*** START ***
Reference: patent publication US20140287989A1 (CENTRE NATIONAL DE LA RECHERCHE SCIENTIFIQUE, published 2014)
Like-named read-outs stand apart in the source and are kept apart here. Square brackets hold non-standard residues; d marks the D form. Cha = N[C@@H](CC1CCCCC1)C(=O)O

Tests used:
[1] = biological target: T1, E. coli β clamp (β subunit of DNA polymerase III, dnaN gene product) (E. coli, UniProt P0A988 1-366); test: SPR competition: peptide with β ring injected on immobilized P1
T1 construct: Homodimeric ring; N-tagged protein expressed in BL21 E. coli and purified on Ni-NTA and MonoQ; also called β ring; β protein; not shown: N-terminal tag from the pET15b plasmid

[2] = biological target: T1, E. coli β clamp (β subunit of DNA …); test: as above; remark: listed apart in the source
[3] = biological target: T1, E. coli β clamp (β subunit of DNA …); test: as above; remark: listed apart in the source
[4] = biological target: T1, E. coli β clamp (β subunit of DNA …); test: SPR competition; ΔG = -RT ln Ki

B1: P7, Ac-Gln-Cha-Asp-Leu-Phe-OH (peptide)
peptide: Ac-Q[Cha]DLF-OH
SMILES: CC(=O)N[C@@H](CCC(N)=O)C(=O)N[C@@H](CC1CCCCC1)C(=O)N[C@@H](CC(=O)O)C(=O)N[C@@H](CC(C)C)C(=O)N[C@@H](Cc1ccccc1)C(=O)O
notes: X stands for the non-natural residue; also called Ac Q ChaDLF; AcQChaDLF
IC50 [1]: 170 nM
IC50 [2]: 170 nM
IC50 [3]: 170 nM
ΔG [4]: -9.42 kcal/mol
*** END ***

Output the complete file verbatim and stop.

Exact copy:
Reference: patent publication US20140287989A1 (CENTRE NATIONAL DE LA RECHERCHE SCIENTIFIQUE, published 2014)
Like-named read-outs stand apart in the source and are kept apart here. Square brackets hold non-standard residues; d marks the D form. Cha = N[C@@H](CC1CCCCC1)C(=O)O

Tests used:
[1] = biological target: T1, E. coli β clamp (β subunit of DNA polymerase III, dnaN gene product) (E. coli, UniProt P0A988 1-366); test: SPR competition: peptide with β ring injected on immobilized P1
T1 construct: Homodimeric ring; N-tagged protein expressed in BL21 E. coli and purified on Ni-NTA and MonoQ; also called β ring; β protein; not shown: N-terminal tag from the pET15b plasmid

[2] = biological target: T1, E. coli β clamp (β subunit of DNA …); test: as above; remark: listed apart in the source
[3] = biological target: T1, E. coli β clamp (β subunit of DNA …); test: as above; remark: listed apart in the source
[4] = biological target: T1, E. coli β clamp (β subunit of DNA …); test: SPR competition; ΔG = -RT ln Ki

B1: P7, Ac-Gln-Cha-Asp-Leu-Phe-OH (peptide)
peptide: Ac-Q[Cha]DLF-OH
SMILES: CC(=O)N[C@@H](CCC(N)=O)C(=O)N[C@@H](CC1CCCCC1)C(=O)N[C@@H](CC(=O)O)C(=O)N[C@@H](CC(C)C)C(=O)N[C@@H](Cc1ccccc1)C(=O)O
notes: X stands for the non-natural residue; also called Ac Q ChaDLF; AcQChaDLF
IC50 [1]: 170 nM
IC50 [2]: 170 nM
IC50 [3]: 170 nM
ΔG [4]: -9.42 kcal/mol